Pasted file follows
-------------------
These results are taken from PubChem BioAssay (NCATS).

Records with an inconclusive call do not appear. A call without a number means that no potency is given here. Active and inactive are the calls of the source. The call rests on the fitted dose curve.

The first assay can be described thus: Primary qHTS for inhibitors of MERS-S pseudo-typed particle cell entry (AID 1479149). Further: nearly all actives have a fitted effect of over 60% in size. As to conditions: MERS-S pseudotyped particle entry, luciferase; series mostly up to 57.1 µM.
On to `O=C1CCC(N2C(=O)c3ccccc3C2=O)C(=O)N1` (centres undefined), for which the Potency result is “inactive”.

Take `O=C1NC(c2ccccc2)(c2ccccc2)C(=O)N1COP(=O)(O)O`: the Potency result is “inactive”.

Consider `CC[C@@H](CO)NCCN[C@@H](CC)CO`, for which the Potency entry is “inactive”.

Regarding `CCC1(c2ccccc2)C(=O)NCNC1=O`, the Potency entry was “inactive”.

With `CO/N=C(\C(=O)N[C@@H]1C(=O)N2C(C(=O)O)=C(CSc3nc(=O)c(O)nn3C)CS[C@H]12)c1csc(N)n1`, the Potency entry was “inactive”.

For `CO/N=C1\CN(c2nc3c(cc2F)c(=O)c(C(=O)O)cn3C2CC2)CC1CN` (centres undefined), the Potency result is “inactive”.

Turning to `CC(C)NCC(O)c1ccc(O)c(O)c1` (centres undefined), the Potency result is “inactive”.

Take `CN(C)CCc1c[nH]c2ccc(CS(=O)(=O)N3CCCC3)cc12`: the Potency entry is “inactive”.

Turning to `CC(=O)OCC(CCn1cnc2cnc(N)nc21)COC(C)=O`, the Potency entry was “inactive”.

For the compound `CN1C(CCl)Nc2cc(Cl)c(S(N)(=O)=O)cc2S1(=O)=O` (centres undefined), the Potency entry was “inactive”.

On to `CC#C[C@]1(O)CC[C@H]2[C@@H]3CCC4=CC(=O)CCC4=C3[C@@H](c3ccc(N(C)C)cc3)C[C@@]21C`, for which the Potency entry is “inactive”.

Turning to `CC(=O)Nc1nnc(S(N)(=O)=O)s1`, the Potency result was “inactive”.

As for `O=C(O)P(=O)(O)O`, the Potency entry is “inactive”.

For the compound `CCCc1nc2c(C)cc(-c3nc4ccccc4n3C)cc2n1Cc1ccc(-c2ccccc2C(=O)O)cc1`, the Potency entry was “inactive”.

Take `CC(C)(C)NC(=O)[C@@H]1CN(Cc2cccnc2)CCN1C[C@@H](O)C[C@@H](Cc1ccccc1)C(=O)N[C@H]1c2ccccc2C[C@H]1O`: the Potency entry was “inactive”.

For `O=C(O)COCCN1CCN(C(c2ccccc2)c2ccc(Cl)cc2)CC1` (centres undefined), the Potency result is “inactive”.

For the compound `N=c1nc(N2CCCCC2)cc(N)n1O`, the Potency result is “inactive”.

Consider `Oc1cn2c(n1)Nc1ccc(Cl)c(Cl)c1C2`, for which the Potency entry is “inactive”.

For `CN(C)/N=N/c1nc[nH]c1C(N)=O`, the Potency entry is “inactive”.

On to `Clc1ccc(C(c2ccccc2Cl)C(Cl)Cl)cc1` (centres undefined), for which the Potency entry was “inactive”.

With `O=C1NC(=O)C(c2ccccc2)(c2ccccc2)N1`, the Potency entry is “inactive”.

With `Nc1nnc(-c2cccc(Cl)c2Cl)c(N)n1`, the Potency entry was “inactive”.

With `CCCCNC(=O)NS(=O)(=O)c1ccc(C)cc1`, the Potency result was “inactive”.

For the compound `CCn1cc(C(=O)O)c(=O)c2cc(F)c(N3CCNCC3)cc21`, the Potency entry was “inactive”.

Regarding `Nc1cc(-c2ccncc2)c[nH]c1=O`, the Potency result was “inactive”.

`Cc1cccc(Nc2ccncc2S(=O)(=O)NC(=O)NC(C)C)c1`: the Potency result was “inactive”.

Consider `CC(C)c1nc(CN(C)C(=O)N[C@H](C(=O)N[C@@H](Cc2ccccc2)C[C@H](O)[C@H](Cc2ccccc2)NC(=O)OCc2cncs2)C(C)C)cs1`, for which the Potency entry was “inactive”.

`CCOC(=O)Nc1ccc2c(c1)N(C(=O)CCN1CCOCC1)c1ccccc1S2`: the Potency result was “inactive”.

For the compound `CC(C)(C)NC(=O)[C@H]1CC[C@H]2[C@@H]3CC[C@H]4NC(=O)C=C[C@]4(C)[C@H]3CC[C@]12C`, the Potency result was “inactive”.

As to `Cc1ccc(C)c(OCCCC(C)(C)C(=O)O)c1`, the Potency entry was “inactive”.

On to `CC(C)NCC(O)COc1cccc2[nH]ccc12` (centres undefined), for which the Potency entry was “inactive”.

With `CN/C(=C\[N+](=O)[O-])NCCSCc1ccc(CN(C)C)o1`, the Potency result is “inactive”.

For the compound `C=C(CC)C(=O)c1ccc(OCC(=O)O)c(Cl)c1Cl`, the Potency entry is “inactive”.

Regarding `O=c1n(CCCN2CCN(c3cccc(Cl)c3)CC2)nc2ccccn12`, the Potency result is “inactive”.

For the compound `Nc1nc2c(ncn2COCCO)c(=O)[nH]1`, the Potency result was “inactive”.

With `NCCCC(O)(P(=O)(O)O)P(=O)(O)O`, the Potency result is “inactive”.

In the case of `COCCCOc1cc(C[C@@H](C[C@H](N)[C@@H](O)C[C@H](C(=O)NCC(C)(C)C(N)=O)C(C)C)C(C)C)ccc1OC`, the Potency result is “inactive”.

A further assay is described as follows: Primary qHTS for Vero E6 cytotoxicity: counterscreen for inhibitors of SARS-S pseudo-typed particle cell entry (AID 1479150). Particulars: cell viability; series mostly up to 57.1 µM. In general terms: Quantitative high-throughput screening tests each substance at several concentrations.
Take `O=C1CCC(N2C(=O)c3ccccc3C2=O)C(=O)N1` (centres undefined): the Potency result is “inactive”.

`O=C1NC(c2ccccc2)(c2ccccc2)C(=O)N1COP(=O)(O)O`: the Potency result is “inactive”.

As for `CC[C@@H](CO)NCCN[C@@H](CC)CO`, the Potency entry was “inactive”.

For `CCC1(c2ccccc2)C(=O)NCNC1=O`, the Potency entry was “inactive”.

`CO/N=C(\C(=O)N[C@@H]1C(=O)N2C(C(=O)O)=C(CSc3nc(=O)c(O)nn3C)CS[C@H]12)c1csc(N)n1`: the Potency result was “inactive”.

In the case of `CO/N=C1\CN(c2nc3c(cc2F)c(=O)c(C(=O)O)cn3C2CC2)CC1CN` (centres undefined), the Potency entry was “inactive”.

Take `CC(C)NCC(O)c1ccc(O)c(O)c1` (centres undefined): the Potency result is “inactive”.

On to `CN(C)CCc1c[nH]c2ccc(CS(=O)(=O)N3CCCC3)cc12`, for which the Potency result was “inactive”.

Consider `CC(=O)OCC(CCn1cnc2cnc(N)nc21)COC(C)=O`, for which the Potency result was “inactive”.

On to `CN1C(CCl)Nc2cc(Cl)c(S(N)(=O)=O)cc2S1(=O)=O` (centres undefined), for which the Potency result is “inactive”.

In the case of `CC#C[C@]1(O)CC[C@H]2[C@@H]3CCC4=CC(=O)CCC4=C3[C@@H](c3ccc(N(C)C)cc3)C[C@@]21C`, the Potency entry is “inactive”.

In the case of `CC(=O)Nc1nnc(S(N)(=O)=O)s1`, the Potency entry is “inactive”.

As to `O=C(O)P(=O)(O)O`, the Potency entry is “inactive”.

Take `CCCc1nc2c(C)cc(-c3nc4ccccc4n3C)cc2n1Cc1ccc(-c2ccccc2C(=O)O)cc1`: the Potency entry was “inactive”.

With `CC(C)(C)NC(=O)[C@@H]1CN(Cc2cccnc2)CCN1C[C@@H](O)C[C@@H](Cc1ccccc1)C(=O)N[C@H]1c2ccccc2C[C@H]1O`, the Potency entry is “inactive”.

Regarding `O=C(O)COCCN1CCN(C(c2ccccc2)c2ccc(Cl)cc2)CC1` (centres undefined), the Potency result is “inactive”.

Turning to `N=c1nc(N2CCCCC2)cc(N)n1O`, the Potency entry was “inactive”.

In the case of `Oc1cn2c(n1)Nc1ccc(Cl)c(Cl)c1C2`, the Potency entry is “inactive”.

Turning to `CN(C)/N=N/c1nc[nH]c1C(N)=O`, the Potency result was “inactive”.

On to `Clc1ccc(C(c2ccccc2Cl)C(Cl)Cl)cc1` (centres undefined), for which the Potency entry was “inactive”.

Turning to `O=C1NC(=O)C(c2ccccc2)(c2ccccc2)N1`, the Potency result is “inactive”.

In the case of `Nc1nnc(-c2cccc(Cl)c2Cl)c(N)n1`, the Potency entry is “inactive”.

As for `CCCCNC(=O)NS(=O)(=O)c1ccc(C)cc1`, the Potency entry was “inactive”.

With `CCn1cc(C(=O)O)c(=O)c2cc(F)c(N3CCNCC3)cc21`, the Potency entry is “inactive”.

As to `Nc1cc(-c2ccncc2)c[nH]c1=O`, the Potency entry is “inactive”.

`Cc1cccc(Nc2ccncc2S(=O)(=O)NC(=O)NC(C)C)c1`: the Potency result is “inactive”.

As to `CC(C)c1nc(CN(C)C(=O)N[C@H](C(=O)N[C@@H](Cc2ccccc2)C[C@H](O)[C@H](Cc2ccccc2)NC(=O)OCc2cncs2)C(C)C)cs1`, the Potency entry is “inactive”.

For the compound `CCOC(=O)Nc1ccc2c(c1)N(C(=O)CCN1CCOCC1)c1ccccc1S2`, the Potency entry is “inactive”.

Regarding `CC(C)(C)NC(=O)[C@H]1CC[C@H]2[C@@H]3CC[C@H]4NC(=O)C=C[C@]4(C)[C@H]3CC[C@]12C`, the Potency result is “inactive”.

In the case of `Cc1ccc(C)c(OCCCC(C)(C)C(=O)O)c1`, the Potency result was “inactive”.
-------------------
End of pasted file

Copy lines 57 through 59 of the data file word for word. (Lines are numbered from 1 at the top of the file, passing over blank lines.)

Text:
Regarding `O=C(O)COCCN1CCN(C(c2ccccc2)c2ccc(Cl)cc2)CC1` (centres undefined), the Potency result is “inactive”.

Turning to `N=c1nc(N2CCCCC2)cc(N)n1O`, the Potency entry was “inactive”.

In the case of `Oc1cn2c(n1)Nc1ccc(Cl)c(Cl)c1C2`, the Potency entry is “inactive”.